Mayors, Attorneys General Speak Out on CFPB Nomination
On Wednesday, 61 mayors from 32 states wrote a letter to Congressional Leaders calling on them to confirm Richard Cordray as Director of the Consumer Financial Protection Bureau (CFPB). In the letter, the mayors explain:
In the wake of the financial crisis, the CFPB is intended to help the marketplace operate more effectively by ensuring that consumers have the information they need to understand the terms of their agreements with financial companies, many of which are currently unregulated. Without a Director, the new CFPB is hamstrung in its ability to hold these firms accountable and to rein in some of the financial practices that contributed to the economic downturn, hurting communities across America…
…Too much is at stake for this nomination to fall prey to politics as usual in Washington. We urge you to end this gridlock and confirm Richard Cordray as Director of the Consumer Financial Protection Bureau.
The mayor’s letter follows a letter from 37 Attorneys General across the country in October urging a swift confirmation for Mr. Cordray:
The CFPB is intended to make basic financial practices such as taking out a mortgage or a loan more clear and transparent. It is also charged with ferreting out unfair lending practices. Mr. Cordray knows that such actions will not only protect consumers but will also assist community bankers and other financial companies that are committed to honest dealing and quality customer service. He is determined to use a balanced approach to the financial services industry. As head of the CFPB, Mr. Cordray will be an honest broker and strong advocate for both businesses and consumers that are committed to following the rules.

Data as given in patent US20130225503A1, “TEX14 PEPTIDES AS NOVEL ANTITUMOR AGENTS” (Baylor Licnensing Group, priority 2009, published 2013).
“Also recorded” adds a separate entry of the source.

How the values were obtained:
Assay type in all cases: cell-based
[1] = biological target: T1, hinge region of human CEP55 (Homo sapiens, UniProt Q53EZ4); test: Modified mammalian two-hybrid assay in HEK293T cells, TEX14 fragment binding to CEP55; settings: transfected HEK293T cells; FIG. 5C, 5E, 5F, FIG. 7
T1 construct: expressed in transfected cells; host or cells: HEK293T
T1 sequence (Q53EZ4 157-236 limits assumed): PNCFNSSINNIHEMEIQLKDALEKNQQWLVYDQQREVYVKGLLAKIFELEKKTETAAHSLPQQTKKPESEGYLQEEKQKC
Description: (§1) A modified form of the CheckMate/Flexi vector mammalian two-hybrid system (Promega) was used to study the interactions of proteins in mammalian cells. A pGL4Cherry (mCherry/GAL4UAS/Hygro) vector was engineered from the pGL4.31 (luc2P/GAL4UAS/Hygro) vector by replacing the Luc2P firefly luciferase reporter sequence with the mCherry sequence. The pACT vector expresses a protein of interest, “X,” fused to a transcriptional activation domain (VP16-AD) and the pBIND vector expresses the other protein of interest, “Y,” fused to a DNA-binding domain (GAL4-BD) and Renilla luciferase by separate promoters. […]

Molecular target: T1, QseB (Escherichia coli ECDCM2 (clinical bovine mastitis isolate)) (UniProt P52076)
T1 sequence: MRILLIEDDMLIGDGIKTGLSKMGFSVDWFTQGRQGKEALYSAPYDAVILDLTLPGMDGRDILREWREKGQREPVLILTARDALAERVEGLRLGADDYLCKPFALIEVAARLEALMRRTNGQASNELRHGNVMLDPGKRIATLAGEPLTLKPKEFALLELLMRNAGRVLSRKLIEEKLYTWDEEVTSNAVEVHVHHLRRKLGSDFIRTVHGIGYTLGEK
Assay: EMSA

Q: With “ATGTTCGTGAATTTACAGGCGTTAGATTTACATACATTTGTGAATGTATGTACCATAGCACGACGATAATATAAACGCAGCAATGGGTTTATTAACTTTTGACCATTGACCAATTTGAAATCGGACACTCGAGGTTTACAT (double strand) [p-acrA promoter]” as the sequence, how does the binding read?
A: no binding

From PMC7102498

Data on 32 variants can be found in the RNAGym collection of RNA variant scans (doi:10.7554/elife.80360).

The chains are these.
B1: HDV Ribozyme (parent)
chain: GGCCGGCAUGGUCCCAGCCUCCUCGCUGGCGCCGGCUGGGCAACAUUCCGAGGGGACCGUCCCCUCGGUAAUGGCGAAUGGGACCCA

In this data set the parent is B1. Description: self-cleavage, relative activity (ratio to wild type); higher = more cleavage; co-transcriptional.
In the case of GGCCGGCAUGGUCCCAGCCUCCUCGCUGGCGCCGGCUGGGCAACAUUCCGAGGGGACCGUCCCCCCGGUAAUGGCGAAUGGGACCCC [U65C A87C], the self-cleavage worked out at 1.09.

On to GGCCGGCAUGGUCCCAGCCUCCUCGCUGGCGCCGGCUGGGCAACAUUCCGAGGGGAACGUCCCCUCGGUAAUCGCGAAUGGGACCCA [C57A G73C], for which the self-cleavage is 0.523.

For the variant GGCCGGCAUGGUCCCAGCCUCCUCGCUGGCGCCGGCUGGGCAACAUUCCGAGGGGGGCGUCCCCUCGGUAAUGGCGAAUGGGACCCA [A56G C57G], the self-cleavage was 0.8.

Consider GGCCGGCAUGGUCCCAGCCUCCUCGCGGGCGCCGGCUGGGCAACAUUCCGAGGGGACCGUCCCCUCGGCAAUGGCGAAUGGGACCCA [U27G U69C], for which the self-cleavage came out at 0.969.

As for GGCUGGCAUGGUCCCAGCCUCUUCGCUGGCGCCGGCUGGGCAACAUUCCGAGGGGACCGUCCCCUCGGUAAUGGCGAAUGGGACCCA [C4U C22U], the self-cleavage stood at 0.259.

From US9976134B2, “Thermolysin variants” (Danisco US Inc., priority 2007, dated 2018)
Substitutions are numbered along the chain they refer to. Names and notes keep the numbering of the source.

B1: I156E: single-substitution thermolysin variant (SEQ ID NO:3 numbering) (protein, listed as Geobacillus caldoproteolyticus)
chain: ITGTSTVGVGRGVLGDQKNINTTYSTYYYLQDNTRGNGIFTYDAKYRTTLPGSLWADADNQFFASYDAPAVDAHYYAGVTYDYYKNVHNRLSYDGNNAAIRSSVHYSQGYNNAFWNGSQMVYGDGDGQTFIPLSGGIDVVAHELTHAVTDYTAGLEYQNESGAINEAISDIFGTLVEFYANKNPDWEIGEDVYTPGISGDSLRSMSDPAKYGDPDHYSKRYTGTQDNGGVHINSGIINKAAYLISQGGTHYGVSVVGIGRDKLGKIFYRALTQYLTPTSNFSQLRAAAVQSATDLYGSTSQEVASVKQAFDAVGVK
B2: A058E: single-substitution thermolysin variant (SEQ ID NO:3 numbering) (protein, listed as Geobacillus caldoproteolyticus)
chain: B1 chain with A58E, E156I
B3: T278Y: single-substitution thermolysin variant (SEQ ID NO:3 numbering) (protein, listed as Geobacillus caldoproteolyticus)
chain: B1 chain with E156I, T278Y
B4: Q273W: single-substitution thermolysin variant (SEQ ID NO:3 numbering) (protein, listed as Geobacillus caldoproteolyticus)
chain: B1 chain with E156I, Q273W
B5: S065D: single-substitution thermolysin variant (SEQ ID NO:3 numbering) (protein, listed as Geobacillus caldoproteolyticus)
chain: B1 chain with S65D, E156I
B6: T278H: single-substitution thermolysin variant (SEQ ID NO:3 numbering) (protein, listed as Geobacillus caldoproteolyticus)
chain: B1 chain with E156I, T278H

You can read more about the CFPB at http://www.consumerfinance.gov/.
White House Blogs
- The White House Blog
- Middle Class Task Force
- Council of Economic Advisers
- Council on Environmental Quality
- Council on Women and Girls
- Office of Intergovernmental Affairs
- Office of Management and Budget
- Office of Public Engagement
- Office of Science & Tech Policy
- Office of Urban Affairs
- Open Government
- Faith and Neighborhood Partnerships
- Social Innovation and Civic Participation
- US Trade Representative
- Office National Drug Control Policy